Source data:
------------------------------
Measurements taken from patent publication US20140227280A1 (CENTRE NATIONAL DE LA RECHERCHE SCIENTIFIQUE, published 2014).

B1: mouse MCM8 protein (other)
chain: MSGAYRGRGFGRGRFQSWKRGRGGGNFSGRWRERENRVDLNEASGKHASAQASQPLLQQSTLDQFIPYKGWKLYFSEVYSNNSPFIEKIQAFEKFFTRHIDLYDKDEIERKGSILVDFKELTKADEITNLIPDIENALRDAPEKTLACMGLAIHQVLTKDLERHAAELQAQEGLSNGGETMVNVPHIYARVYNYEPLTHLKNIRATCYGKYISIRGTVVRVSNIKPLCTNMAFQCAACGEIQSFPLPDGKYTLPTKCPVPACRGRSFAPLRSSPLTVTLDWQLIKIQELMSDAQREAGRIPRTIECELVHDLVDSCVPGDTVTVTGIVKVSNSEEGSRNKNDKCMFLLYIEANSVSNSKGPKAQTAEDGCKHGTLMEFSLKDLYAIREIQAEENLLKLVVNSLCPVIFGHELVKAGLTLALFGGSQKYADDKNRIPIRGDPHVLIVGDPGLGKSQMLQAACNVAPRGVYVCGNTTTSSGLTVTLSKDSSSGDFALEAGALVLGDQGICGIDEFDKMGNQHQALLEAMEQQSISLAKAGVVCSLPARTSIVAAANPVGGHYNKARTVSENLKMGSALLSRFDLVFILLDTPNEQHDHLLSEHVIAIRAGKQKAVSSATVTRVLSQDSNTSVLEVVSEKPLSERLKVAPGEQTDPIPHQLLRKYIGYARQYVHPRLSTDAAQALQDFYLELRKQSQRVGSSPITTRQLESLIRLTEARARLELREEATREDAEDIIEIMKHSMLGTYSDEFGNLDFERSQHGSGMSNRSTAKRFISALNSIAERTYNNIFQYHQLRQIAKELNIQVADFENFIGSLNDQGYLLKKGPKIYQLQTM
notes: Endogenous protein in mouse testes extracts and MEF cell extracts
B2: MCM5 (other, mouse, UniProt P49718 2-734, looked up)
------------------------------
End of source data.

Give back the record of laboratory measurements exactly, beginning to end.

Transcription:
Measurements taken from patent publication US20140227280A1 (CENTRE NATIONAL DE LA RECHERCHE SCIENTIFIQUE, published 2014).

B1: mouse MCM8 protein (other)
chain: MSGAYRGRGFGRGRFQSWKRGRGGGNFSGRWRERENRVDLNEASGKHASAQASQPLLQQSTLDQFIPYKGWKLYFSEVYSNNSPFIEKIQAFEKFFTRHIDLYDKDEIERKGSILVDFKELTKADEITNLIPDIENALRDAPEKTLACMGLAIHQVLTKDLERHAAELQAQEGLSNGGETMVNVPHIYARVYNYEPLTHLKNIRATCYGKYISIRGTVVRVSNIKPLCTNMAFQCAACGEIQSFPLPDGKYTLPTKCPVPACRGRSFAPLRSSPLTVTLDWQLIKIQELMSDAQREAGRIPRTIECELVHDLVDSCVPGDTVTVTGIVKVSNSEEGSRNKNDKCMFLLYIEANSVSNSKGPKAQTAEDGCKHGTLMEFSLKDLYAIREIQAEENLLKLVVNSLCPVIFGHELVKAGLTLALFGGSQKYADDKNRIPIRGDPHVLIVGDPGLGKSQMLQAACNVAPRGVYVCGNTTTSSGLTVTLSKDSSSGDFALEAGALVLGDQGICGIDEFDKMGNQHQALLEAMEQQSISLAKAGVVCSLPARTSIVAAANPVGGHYNKARTVSENLKMGSALLSRFDLVFILLDTPNEQHDHLLSEHVIAIRAGKQKAVSSATVTRVLSQDSNTSVLEVVSEKPLSERLKVAPGEQTDPIPHQLLRKYIGYARQYVHPRLSTDAAQALQDFYLELRKQSQRVGSSPITTRQLESLIRLTEARARLELREEATREDAEDIIEIMKHSMLGTYSDEFGNLDFERSQHGSGMSNRSTAKRFISALNSIAERTYNNIFQYHQLRQIAKELNIQVADFENFIGSLNDQGYLLKKGPKIYQLQTM
notes: Endogenous protein in mouse testes extracts and MEF cell extracts
B2: MCM5 (other, mouse, UniProt P49718 2-734, looked up)